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- Because the world looks way cooler at 1,000 frames per second.
Because the world looks way cooler at 1,000 frames per second.
Everyone loves slow-motion video, even if they don’t know how it actually works. You've probably seen some of the more famous examples on Planet Earth or Discovery Channel specials—a bullet pancaking against a wall, a shark chomping on prey, or a seemingly inflexible golf ball rippling against the impact of a club. These ridiculously slowed-down images upend our perceptions of the physical world, and offer a glimpse at the subtle mechanics of really, really fast things.
High-speed video cameras have been around for decades, but recent advances in digital video capture have allowed for higher-resolution images that are cheaper and simpler to produce. Today's specialized high-speed rigs are able to capture footage at a rate of 1,000 or more frames per second (fps). When these clips are played back at a frame rate slower than the capture speed, time appears to slow, with the smoothness of standard frame rates preserved in impeccable detail.
While once reserved for scientific and industrial purposes, this technology has found its way into modern art, contemporary film, and television, and racked up innumerable hits on YouTube. Here, we’ve compiled a list of our favorites.
A Great White Shark Capturing its Prey
The great white is a massively powerful creature that has little, if anything, to fear—unlike the poor seals on which it dines. This slow-motion video of a shark leaping dozens of feet into the air to capture a hapless seal in its jaws should strike fear into every sentient being on earth.
Flicking a Lighter
The ignition of a cigarette lighter seems like a virtually instantaneous reaction, but high-fps video has a way of rebutting such assumptions.
Striking a Cymbal
The bronze cymbal appears to be anything but flexible. Even when struck by a fierce drummer like John Bonham, these percussion instruments always seem to shake... not ripple.
Firing a Rocket-Propelled Grenade at a Trailer
Also a seemingly instant force, the electrostatic discharge of a lightning bolt is revealed to have several stages when viewed at super slow speeds.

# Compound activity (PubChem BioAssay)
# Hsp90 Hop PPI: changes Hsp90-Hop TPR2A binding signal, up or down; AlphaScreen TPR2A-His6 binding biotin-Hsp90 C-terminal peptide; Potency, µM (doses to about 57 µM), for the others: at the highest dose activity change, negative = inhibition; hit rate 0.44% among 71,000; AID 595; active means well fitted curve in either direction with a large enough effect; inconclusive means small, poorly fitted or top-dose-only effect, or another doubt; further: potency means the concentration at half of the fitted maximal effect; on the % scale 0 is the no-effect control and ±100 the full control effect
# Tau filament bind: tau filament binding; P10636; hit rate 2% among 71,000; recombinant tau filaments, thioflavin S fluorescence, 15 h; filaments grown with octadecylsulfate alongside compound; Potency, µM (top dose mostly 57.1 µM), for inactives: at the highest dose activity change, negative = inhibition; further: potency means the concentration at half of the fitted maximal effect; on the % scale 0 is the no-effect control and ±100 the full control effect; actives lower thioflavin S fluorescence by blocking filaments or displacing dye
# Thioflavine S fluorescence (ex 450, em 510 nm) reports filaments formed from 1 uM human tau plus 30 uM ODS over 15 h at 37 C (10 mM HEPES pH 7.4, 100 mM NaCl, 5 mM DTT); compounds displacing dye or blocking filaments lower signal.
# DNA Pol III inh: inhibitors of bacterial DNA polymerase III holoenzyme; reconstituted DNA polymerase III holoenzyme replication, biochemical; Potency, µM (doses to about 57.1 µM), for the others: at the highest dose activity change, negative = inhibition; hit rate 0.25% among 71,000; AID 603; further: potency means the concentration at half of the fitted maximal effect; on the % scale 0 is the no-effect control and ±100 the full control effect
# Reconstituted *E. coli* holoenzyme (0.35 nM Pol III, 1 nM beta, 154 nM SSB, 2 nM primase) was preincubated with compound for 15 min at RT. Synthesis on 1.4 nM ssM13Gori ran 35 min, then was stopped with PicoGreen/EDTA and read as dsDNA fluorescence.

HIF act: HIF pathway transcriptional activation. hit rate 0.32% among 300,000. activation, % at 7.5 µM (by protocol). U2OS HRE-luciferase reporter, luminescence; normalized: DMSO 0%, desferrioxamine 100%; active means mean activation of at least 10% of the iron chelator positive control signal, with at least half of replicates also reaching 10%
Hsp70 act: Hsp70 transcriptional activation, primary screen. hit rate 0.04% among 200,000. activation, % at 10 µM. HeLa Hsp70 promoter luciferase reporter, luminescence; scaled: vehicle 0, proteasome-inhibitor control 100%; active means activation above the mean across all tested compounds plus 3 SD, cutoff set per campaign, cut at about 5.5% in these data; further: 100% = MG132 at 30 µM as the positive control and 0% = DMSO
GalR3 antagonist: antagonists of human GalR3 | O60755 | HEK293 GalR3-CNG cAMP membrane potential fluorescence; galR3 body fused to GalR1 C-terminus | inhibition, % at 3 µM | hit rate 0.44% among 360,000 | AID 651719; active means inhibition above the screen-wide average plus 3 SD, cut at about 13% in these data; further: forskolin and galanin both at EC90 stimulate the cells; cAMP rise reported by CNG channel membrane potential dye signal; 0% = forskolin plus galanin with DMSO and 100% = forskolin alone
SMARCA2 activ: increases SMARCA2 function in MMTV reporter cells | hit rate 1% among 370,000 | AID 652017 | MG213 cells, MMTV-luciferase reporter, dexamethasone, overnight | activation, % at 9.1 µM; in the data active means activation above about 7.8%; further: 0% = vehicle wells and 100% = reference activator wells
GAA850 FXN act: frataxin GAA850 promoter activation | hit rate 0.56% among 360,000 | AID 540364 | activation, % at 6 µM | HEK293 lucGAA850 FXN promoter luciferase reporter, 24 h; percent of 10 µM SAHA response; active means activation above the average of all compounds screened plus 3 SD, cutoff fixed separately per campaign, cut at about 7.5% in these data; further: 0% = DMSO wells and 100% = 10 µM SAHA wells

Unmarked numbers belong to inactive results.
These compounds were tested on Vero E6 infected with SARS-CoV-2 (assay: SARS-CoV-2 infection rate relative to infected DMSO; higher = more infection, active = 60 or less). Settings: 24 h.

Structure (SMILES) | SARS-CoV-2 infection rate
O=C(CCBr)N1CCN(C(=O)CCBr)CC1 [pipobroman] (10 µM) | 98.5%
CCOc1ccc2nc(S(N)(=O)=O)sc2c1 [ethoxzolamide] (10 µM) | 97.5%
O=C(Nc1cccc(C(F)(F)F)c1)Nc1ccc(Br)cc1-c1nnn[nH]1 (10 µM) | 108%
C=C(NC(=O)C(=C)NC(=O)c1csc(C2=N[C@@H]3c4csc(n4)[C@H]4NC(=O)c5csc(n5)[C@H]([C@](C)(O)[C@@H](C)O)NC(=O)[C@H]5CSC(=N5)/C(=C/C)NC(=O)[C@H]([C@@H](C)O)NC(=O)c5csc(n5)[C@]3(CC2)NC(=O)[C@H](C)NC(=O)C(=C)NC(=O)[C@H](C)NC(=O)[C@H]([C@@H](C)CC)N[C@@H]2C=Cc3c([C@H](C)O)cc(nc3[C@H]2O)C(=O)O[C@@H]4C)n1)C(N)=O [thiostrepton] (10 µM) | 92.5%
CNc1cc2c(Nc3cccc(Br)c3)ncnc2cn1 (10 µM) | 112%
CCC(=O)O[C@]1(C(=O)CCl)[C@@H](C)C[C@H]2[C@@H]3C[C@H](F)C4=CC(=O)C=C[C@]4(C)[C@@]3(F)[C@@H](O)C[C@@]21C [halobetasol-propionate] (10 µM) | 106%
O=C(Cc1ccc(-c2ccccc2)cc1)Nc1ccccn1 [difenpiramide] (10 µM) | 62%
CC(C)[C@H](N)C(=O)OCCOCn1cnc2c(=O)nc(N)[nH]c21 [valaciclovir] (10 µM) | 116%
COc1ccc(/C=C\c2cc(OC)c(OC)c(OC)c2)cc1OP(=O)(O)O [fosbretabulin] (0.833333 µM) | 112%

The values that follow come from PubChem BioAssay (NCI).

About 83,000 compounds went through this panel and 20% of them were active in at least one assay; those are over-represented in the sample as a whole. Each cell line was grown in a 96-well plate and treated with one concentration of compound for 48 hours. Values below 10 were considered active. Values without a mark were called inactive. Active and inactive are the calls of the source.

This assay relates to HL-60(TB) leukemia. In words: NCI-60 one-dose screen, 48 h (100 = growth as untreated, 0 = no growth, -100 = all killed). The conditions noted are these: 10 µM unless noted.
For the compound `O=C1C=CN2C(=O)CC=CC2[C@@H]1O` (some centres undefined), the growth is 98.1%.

A Bullet Pancaking Against a Wall
Perfectly symmetrical. Perfectly angled. Perfectly hypnotizing.
Alan Rickman Drinking Tea/Throwing a Fit
It’s also true that super slow motion video has a way of making things look epic, even the dull practice of drinking tea. Add some Inception horns and Severus Snape throwing a fit and you have one of the best high-speed videos we’ve ever seen.
A Bald Eagle Capturing a Fish
I don’t really know what to say about this one. It’s an eagle… grabbing a fish… in slow motion.
An Eagle Owl Zeroing in on Your Face
I’d like to know the fate of the cameraman and his camera.
A Dog Drinking Water
Scientists have long been in the dark about how exactly dogs use their tongues to lap up water. Really, I’m not being droll. By watching the process at super slow speeds, you can see precisely how it works—the tongue, it is but a ladle.
Many Dogs Shaking Off Water
Man's best friend looks a lot more disgusting in slow motion.
The Fastest Animal on Earth Running
This one is quite long, but it's worth every second. You can even see how they made the video at the very end.
Airbags Are Pretty Intense
Here’s why you should never rest your head against the dashboard when sitting shotgun.
A Milling Bit in Action
Industrial processes are especially interesting in slow motion. This video shows the precise trimming process of a face mill.
The Tire Shake of a Top-Fuel Dragster
Dragsters are designed to take off really, really quickly, and they need really big, really soft tires to gather the necessary traction. At these slow frame rates, the wagging, “shaking” effect of the tires is on full display... not the mention, the awesome explosion from the exhaust.
Getting Punched in the Face
Don't let the humorous undulations of a face in mid-punch convince you that violence is fun. But mild violence at 5,000 fps is hilarious, especially when you have such a punchable face.
A Nuclear Explosion
The first few milliseconds of a nuclear explosion—or really anything moving that quickly—are actually much to fast too capture with a single high-speed camera. However, scientists have managed to create composite videos from multiple cameras, giving the illusion of a single high-fps image.
This video, taken from a Cold War era test, shows the initial fireball of a nuclear explosion, and it’s quite frightening.
[Hero image: Creative Commons, Niels Noordhoek]